Maybe it’s the extreme summer heat combined with American anxiety over the economic recession and the congressional stalemate in dealing with it, but everyone seems fatigued. During a recent seven-day period, I counted 22 people who said things such as “I’m tired,” “I’m weary” or “I’m stressed out.” The age range of these people was 18 to 82 years.
How do we learn to re-energize ourselves? One of the first steps is to be sure fatigue is not the result of illness, so we need regular physical checkups. In addition, we need plenty of rest and must give up the favorite American activity of burning the candle at both ends.
Beyond that, there are simple steps to increase our energy. First, as strange as it may seem, exercise counteracts fatigue. The last thing I want to do when I’m weary is physical exercise. Yet, a brisk walk or 30 minutes in the pool can make me feel like a new person. Also, remember that tired thoughts result in tired bodies. Negative, unhappy, gloomy thoughts cause vitality to disappear. When St. Paul told us to think about things that are true, honest, pure, lovely and of good report (Philippians 4:8), he gave us a formula for vitality.
Third, have a purpose, a mission, a dream. Do you remember, as a child, how excited you were on the night before you left for vacation? You could hardly sleep and awakened early to bounce out of bed.
Fourth, being disorganized can overwhelm us and keep us tired. When we feel in control of a situation, we feel strong and energy surges forth. Don’t procrastinate. Dreading something takes more energy than doing it.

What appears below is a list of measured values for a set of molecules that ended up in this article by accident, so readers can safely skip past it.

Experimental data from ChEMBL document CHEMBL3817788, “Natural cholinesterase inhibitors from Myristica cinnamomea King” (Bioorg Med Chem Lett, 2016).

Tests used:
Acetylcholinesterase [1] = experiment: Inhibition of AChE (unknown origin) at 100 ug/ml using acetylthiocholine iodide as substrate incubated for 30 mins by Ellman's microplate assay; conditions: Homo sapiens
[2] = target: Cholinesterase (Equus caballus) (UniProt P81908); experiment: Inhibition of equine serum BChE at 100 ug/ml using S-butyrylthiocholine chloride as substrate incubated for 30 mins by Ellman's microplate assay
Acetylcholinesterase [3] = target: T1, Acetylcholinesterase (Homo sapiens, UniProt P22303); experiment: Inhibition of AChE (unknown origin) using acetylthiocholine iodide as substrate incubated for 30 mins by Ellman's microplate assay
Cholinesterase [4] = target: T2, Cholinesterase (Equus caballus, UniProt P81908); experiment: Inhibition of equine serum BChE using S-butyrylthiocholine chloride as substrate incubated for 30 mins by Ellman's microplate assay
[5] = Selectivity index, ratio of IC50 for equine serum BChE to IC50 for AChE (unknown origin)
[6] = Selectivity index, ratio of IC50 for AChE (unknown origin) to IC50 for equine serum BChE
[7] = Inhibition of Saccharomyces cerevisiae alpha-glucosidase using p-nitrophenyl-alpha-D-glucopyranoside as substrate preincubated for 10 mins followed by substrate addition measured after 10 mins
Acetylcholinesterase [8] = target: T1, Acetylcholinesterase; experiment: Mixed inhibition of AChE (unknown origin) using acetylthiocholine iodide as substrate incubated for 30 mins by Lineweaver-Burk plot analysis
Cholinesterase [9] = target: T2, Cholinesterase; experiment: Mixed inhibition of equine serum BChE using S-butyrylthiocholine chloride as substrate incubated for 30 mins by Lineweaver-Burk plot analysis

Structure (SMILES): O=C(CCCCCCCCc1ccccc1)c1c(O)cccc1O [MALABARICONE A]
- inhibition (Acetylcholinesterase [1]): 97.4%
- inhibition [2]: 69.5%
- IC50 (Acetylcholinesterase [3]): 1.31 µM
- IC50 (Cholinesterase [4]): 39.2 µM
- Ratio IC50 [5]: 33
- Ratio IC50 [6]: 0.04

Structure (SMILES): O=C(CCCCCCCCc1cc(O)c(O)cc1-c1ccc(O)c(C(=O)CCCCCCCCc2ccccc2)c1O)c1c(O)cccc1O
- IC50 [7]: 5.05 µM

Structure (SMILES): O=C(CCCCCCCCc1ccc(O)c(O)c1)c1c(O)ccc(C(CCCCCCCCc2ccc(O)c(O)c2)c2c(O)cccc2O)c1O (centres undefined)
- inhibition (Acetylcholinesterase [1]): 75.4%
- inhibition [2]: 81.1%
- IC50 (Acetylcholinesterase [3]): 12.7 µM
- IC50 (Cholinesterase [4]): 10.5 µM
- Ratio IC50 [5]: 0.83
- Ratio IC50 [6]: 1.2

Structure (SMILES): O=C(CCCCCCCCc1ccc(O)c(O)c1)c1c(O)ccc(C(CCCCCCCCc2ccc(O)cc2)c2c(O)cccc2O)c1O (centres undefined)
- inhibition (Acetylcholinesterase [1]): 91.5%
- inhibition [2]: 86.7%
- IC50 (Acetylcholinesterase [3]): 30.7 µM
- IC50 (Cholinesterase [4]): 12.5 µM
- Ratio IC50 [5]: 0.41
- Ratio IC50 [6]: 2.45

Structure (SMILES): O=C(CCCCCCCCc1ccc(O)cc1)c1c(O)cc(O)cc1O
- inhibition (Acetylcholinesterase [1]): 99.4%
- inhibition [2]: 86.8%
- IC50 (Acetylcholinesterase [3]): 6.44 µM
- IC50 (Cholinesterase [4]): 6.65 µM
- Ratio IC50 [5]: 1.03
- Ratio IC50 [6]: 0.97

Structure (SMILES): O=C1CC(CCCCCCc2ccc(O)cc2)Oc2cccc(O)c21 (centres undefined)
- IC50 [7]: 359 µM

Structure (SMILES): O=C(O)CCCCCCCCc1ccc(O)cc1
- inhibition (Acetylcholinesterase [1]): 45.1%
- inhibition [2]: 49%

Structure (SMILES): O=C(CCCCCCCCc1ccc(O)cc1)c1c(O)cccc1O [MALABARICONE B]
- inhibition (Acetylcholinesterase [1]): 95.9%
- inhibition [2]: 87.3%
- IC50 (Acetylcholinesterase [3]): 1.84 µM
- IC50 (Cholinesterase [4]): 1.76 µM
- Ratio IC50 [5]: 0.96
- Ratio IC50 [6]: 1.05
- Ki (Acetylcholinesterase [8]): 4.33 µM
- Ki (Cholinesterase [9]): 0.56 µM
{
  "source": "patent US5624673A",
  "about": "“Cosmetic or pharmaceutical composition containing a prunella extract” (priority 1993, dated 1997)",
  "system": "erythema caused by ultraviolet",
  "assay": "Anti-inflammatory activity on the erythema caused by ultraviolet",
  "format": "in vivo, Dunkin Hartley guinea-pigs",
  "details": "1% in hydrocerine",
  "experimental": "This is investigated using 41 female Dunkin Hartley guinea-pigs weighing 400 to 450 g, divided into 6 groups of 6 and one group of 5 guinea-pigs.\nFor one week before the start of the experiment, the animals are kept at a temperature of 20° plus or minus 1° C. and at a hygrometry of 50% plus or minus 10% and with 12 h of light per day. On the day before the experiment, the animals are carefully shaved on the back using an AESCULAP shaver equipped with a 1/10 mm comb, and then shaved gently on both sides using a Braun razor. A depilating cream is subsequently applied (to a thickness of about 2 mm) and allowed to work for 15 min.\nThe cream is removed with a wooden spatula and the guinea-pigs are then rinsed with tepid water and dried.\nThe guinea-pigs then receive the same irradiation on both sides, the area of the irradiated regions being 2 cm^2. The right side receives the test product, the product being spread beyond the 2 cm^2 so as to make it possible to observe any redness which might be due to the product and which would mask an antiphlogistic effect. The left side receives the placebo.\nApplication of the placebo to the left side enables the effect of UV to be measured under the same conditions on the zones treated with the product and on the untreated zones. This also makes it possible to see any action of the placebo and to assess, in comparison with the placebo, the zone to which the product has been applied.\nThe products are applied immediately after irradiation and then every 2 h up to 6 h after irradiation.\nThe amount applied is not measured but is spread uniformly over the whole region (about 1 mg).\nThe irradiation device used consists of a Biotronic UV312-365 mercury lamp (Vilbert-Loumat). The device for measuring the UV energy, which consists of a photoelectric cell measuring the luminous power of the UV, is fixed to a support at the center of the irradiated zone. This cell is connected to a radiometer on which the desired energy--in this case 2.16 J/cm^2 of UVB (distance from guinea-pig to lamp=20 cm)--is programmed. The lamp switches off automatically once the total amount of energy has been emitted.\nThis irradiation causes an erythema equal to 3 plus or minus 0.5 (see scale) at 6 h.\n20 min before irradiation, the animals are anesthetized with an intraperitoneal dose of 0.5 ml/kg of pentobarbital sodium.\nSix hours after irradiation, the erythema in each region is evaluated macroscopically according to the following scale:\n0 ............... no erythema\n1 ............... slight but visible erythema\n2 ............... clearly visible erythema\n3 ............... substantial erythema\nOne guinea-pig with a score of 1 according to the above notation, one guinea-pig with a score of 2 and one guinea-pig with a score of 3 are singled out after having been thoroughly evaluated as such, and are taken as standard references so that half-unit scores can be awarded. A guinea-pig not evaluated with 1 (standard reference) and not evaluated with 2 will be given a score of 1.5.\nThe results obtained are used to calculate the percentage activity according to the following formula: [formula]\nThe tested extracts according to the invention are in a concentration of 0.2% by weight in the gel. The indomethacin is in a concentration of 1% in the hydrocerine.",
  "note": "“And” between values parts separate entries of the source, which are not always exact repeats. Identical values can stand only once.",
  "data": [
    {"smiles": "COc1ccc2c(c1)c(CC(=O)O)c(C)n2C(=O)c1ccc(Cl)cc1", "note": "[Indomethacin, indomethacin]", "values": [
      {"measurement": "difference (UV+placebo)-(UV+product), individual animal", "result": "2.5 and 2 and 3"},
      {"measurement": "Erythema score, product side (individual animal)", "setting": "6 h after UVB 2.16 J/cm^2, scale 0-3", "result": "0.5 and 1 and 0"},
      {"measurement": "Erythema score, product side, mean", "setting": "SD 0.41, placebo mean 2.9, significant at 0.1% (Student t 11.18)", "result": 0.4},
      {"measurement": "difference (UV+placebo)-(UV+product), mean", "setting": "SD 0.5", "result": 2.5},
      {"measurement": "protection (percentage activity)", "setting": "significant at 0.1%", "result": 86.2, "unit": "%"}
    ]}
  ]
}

Fifth, stay close to energetic people. When we are with complaining, negative people, we find energy draining out of us. Once when I was in the hospital, a negative worrier came to visit. Though I appreciated her driving across town to visit me, it took hours to regain my strength after her energy-draining conversation. On the other hand, positive, enthusiastic, faith-filled people motivate and energize us.
Finally, set aside regular periods to regenerate the energy supply. We can do this through corporate worship and daily times of quiet, Bible reading and prayer. Isaiah 30:15 tells us, “In quietness and confidence shall be your strength.”
Researchers from Duke University Medical Center reported in the book “Aging and God” that faith not only re-energizes us but also helps us to live longer and better. They discovered that people of faith who attend church frequently have lower blood pressure and fewer strokes, lower rates of depression, anxiety and alcoholism, higher life satisfaction, and they adapt better to the rigors of illness and disabilities.
Gen. Douglas MacArthur once gave his secret to the Fountain of Youth: “In every heart is a central recording chamber. As long as it records hope, courage and faith, you will be young. Messages of pessimism and cynicism will make you old.” Learn to re-energize yourself.
Nell Mohney is a Christian author, motivational speaker and seminar leader. She may be reached at nell email@example.com.